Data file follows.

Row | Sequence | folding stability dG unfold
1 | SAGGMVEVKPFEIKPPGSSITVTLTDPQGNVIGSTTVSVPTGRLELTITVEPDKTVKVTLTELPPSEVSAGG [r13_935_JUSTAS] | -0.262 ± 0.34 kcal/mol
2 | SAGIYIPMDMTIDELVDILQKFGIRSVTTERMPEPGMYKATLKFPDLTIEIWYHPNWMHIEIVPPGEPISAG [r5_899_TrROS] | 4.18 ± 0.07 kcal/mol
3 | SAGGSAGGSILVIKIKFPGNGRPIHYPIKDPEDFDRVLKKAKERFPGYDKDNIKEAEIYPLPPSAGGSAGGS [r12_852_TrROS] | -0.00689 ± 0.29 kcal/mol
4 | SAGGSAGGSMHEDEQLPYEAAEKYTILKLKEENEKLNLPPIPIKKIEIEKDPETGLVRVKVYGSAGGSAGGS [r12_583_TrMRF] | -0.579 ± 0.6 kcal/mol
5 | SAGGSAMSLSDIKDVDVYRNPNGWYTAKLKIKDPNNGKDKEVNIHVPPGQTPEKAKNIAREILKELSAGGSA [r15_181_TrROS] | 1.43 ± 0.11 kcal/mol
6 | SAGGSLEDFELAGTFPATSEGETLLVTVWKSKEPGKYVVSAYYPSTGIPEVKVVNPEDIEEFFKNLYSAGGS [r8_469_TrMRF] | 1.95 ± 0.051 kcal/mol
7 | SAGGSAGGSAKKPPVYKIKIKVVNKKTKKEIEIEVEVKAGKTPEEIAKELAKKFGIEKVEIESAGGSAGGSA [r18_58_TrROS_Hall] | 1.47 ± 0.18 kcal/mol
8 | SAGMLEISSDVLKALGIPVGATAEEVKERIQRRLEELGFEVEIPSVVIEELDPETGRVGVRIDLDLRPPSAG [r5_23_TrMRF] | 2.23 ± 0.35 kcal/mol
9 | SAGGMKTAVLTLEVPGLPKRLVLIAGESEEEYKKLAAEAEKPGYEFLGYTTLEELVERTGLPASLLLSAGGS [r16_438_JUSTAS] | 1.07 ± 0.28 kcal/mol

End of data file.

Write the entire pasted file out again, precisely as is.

Row | Sequence | folding stability dG unfold
1 | SAGGMVEVKPFEIKPPGSSITVTLTDPQGNVIGSTTVSVPTGRLELTITVEPDKTVKVTLTELPPSEVSAGG [r13_935_JUSTAS] | -0.262 ± 0.34 kcal/mol
2 | SAGIYIPMDMTIDELVDILQKFGIRSVTTERMPEPGMYKATLKFPDLTIEIWYHPNWMHIEIVPPGEPISAG [r5_899_TrROS] | 4.18 ± 0.07 kcal/mol
3 | SAGGSAGGSILVIKIKFPGNGRPIHYPIKDPEDFDRVLKKAKERFPGYDKDNIKEAEIYPLPPSAGGSAGGS [r12_852_TrROS] | -0.00689 ± 0.29 kcal/mol
4 | SAGGSAGGSMHEDEQLPYEAAEKYTILKLKEENEKLNLPPIPIKKIEIEKDPETGLVRVKVYGSAGGSAGGS [r12_583_TrMRF] | -0.579 ± 0.6 kcal/mol
5 | SAGGSAMSLSDIKDVDVYRNPNGWYTAKLKIKDPNNGKDKEVNIHVPPGQTPEKAKNIAREILKELSAGGSA [r15_181_TrROS] | 1.43 ± 0.11 kcal/mol
6 | SAGGSLEDFELAGTFPATSEGETLLVTVWKSKEPGKYVVSAYYPSTGIPEVKVVNPEDIEEFFKNLYSAGGS [r8_469_TrMRF] | 1.95 ± 0.051 kcal/mol
7 | SAGGSAGGSAKKPPVYKIKIKVVNKKTKKEIEIEVEVKAGKTPEEIAKELAKKFGIEKVEIESAGGSAGGSA [r18_58_TrROS_Hall] | 1.47 ± 0.18 kcal/mol
8 | SAGMLEISSDVLKALGIPVGATAEEVKERIQRRLEELGFEVEIPSVVIEELDPETGRVGVRIDLDLRPPSAG [r5_23_TrMRF] | 2.23 ± 0.35 kcal/mol
9 | SAGGMKTAVLTLEVPGLPKRLVLIAGESEEEYKKLAAEAEKPGYEFLGYTTLEELVERTGLPASLLLSAGGS [r16_438_JUSTAS] | 1.07 ± 0.28 kcal/mol